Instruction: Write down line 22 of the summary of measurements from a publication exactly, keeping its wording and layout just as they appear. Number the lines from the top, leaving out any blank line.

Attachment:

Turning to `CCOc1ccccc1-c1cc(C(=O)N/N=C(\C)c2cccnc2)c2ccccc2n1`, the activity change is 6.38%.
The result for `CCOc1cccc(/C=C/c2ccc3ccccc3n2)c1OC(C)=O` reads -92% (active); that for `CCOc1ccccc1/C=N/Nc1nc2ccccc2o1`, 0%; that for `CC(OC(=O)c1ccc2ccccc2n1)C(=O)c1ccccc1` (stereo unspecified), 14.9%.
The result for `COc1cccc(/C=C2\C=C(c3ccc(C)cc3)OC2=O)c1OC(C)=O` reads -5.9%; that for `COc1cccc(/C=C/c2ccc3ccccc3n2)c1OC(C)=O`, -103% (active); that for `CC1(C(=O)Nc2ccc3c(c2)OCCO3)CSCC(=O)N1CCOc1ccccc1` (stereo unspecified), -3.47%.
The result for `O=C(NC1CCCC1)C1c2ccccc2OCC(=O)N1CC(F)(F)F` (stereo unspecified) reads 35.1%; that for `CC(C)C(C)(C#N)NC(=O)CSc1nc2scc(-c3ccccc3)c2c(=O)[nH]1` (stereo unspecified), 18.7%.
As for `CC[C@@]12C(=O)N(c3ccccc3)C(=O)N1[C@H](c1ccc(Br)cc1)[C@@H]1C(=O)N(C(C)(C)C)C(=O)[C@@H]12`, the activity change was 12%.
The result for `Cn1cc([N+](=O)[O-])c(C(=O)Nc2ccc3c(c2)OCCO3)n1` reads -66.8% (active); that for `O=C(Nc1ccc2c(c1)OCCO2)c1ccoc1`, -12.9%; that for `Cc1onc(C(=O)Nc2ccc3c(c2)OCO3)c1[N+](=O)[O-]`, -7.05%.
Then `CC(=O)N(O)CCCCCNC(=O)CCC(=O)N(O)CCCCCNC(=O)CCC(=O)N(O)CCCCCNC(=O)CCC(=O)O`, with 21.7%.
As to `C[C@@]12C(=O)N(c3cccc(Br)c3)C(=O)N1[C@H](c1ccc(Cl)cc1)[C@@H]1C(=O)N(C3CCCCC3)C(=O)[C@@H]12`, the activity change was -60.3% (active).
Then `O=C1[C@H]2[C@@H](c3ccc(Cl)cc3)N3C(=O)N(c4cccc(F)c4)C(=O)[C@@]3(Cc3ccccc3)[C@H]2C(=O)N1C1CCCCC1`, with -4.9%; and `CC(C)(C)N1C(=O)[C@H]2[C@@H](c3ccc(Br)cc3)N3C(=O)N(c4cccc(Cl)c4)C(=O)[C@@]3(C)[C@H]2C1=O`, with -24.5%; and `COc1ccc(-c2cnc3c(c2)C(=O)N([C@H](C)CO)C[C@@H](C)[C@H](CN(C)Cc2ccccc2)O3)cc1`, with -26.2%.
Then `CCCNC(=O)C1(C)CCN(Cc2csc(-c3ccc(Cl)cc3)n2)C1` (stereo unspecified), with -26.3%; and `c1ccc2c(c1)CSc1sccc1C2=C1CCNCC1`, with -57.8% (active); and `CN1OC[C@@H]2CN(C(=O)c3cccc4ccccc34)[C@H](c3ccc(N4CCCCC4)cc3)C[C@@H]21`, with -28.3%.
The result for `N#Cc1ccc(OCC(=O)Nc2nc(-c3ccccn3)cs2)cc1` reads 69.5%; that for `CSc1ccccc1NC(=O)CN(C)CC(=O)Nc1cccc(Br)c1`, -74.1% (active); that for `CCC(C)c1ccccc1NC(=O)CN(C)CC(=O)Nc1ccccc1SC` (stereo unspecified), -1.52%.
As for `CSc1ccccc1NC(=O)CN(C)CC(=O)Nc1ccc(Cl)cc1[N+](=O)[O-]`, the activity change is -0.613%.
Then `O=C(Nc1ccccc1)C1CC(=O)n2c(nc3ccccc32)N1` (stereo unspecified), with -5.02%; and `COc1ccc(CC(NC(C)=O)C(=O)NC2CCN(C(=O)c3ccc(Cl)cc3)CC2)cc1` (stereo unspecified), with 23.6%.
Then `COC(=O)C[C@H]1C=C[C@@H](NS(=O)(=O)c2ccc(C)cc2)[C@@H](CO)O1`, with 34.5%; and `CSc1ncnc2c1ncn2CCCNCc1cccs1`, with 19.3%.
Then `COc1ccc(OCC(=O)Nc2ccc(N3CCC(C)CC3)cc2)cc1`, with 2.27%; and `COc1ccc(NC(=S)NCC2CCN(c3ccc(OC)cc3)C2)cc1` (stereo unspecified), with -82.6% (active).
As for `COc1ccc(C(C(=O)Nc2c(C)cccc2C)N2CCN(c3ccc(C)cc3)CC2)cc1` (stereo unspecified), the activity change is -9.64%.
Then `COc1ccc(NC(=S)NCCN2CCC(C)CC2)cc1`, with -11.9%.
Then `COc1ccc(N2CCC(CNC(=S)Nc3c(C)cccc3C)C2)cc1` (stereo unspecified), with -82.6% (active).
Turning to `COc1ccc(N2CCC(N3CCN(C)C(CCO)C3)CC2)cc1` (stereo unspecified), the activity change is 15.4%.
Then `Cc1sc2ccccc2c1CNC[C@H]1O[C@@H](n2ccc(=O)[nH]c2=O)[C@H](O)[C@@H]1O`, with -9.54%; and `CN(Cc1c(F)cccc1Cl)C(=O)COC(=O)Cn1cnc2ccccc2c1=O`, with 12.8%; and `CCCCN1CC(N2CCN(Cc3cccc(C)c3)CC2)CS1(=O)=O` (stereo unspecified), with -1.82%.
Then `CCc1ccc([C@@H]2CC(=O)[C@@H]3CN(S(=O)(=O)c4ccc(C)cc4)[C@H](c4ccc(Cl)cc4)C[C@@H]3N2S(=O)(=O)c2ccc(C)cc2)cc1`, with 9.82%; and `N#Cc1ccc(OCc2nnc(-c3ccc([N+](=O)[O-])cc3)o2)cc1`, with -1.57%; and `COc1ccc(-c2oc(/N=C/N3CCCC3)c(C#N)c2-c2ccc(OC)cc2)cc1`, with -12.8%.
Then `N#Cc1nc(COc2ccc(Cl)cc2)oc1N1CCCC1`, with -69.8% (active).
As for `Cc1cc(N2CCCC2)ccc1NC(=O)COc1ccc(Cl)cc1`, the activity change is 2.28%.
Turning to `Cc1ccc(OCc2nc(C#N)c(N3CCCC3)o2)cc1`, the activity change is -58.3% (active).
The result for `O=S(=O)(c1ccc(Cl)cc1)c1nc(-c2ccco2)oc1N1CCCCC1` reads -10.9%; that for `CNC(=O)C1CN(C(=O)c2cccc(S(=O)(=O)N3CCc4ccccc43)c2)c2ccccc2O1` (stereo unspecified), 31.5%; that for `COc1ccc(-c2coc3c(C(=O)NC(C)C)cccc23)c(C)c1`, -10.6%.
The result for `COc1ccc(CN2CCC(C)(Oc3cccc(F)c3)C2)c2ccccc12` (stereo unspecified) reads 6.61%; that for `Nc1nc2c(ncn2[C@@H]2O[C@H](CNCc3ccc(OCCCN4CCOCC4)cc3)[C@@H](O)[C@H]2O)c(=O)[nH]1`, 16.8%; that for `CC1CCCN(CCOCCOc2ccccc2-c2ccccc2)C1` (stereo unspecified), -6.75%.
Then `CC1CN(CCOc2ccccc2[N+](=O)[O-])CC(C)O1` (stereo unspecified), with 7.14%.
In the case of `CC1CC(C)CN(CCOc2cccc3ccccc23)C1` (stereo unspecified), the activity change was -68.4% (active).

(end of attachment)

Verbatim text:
Then `N#Cc1nc(COc2ccc(Cl)cc2)oc1N1CCCC1`, with -69.8% (active).